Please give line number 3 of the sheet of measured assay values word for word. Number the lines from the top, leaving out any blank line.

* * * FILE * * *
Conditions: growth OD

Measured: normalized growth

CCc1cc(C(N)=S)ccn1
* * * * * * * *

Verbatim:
CCc1cc(C(N)=S)ccn1